In the 1970s, Nathan Pritikin created the ultra-low-fat Pritikin diet based on unprocessed
or minimally processed straight-from-nature foods like fruits, vegetables,
and legumes. Dean Ornish and Caldwell Esselstyn, Jr. are among the physicians
who have conducted pioneering and careful clinical trials of similar diets that demonstrated that a lifestyle intervention based on diet could usually halt the progression of coronary heart disease and even reverse it.

The Ornish program lifestyle modifications include:
• Whole-foods, plant-based diet (naturally low in fat and sugar)
• Stress management techniques (including yoga and meditation)
• Moderate exercise (such as walking)
• Social support and community (love and intimacy)

The ULF diet that Ornish and Esselstyn and others advocate features “beans and
greens.” It limits fat intake to 10% to 15% of total calories, avoids saturated and
trans-fats, meat, oils, refined grains and refined grain products, minimizes non-fat
dairy or eliminates dairy, eliminates added sugars, seafood (in some versions), and
most processed foods—typically they are high in added fat, sugar and salt.
The diet consists mainly of natural unrefined plant-based foods, including fruits, vegetables,
legumes, whole grains, soy, and cereals. Their whole-food plant-based diet is high
in fiber and low in rapidly absorbed added sugars, so it has a low glycemic index.

Ornish emphasizes that a very-low-fat diet that is high in refined carbohydrates like
sugar, white flour, white rice, and pasta, increases harmful LDL-C and triglycerides
and that replacing fat in the diet with “low-fat” foods that are high in sugar and other
refined carbohydrates will not decrease and may increase cardiovascular risk.

Beginning in 1977, Ornish studied patients with heart disease and symptoms like
angina and coronary artery disease that was documented by angiograms. As described
in his book The Spectrum, the participants who adopted his program had
more than a 90% reduction in the frequency of angina after a few weeks, on average
a 40% reduction in LDL-C, and improved blood flow to the heart as shown by quantitative coronary arteriography and heart muscle perfusion studies with positron emission tomography (PET scans). A follow-up study of Ornish’s Lifestyle
Heart Trial published in the JAMA showed that after five years, there was more
regression of coronary atherosclerosis in the experimental treatment group but a
continuing progression of coronary disease in the control group.

A study among coronary heart disease patients who were eligible for revascularization
found that nearly 80% of the patients who chose the Ornish program were
able to avoid surgery.263 A similar larger study found that after 12 weeks on the
Ornish program, average LDL-C decreased by 17.6%, total cholesterol by 14.9%,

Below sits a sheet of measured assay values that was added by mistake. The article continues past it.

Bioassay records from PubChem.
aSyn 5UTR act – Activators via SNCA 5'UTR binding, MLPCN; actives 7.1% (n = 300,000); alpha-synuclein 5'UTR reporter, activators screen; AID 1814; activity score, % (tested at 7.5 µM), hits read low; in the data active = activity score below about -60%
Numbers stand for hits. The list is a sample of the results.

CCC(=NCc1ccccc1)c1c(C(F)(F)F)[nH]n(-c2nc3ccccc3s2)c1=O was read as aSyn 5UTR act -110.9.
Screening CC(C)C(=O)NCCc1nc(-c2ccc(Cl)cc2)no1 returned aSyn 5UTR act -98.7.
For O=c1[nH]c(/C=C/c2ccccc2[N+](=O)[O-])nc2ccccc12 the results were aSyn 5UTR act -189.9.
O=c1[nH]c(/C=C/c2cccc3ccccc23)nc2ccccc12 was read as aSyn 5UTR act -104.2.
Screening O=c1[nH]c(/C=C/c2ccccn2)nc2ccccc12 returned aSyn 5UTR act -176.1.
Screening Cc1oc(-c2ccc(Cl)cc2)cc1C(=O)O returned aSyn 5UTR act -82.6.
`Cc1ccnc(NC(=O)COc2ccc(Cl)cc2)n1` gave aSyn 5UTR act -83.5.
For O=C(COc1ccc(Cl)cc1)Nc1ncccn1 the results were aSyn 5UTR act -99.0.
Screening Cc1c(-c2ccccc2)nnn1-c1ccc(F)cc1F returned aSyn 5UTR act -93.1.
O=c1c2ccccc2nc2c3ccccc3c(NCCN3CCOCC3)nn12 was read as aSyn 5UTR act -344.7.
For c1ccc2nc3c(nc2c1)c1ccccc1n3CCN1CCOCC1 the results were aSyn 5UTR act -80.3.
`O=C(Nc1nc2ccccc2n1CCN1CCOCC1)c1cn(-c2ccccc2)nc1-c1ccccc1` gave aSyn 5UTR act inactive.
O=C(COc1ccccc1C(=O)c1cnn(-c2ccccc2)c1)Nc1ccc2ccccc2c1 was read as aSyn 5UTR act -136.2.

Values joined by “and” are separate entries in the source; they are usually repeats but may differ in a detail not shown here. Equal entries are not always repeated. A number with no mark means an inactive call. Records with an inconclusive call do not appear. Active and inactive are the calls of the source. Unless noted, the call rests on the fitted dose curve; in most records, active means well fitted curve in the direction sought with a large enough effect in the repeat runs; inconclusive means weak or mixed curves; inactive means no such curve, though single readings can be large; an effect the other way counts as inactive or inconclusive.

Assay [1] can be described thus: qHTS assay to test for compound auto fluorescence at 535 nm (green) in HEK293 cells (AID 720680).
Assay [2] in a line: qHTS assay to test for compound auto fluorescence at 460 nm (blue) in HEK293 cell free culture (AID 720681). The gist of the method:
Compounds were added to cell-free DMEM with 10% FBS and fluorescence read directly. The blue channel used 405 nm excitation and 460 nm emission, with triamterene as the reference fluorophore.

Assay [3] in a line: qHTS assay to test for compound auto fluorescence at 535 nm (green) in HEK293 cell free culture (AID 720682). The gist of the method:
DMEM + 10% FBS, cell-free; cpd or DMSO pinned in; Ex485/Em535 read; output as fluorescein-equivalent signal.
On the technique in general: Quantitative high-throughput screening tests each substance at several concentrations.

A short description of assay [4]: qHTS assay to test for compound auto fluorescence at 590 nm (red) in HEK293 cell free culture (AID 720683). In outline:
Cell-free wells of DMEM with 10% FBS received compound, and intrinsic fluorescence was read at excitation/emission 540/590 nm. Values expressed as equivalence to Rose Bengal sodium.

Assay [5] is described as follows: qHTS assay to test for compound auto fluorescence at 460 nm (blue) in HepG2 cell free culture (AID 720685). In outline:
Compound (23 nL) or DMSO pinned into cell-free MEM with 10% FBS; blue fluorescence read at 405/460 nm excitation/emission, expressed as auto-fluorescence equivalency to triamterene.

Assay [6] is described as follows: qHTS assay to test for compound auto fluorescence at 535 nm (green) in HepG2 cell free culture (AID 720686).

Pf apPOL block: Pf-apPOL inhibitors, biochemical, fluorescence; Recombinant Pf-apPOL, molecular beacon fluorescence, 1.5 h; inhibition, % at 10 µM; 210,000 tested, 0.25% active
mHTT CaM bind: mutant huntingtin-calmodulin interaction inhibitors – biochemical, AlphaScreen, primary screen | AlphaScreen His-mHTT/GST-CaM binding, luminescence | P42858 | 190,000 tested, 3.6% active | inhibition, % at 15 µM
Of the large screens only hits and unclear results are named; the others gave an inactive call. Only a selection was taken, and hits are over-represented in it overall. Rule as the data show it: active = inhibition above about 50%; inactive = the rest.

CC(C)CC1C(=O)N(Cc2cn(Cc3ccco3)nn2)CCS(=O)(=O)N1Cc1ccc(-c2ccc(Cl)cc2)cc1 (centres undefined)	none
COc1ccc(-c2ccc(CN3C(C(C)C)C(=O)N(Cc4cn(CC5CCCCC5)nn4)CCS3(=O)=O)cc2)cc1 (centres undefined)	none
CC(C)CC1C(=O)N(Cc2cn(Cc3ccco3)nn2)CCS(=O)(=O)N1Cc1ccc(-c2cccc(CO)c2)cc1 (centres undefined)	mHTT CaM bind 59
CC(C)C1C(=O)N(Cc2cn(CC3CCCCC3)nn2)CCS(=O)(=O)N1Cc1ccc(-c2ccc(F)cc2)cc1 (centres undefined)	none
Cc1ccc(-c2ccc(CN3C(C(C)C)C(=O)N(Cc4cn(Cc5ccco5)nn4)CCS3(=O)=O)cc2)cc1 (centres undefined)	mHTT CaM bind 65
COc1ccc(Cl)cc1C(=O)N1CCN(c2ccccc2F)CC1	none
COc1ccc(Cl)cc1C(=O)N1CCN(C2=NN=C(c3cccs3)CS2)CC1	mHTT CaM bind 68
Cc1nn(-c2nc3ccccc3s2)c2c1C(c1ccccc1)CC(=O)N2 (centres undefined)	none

triglycerides by 10.6%, BMI by 6.6%, and functional exercise capacity as measured
by METs (metabolic equivalents) improved by 22.2%. According to Ornish,
“Over and over, I’ve seen patients with coronary heart disease so severe that
they can’t walk across the street or work or play with their kids or make love or do
much of anything without getting severe chest pain become pain-free after only a
few weeks of making these diet and lifestyle changes.”

Some observers of the Ornish program are somewhat skeptical of the impact of the
stringent diet requirements because exercise and stress management are also a feature
of the program. Ornish has evaluated the relative impact of each of the features
of his program, diet, stress management, and exercise. His study found that
reduced dietary fat intake was the only predictor related to lower LDL-C, and that
management of stress was related to a decrease in triglycerides and total cholesterol.
Ornish stated that “I’m not aware of any studies showing that walking and stress
management techniques alone can reverse heart disease.”

This blog presents opinions and ideas and is intended to provide helpful general information. I am not engaged in rendering advice or services to the individual reader. The ideas, procedures and suggestions in that are presented are not in any way a substitute for the advice and care of the reader’s own physician or other medical professional based on the reader’s own individual conditions, symptoms or concerns. If the reader needs personal medical, health, dietary, exercise or other assistance or advice the reader should consult a physician and/or other qualified health professionals. The author specifically disclaims all responsibility for any injury, damage or loss that the reader may incur as a direct or indirect consequence of following any directions or suggestions given in this blog or participating in any programs described in this blog or in the book, The Building Blocks of Health––How to Optimize Your Health with a Lifestyle Checklist (available in print or downloaded at Amazon, Apple, Barnes and Noble and elsewhere). Copyright 2021 by J. Joseph Speidel.